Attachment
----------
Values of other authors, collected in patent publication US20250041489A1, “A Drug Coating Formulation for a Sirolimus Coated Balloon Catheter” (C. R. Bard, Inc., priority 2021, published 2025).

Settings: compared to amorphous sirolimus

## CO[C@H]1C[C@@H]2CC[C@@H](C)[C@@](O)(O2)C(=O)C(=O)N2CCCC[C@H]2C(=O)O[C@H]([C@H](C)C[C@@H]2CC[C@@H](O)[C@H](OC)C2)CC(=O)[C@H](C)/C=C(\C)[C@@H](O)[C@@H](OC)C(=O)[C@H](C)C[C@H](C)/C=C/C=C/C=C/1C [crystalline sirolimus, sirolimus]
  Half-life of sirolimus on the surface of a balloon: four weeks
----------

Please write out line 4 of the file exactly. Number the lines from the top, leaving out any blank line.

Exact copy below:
  Half-life of sirolimus on the surface of a balloon: four weeks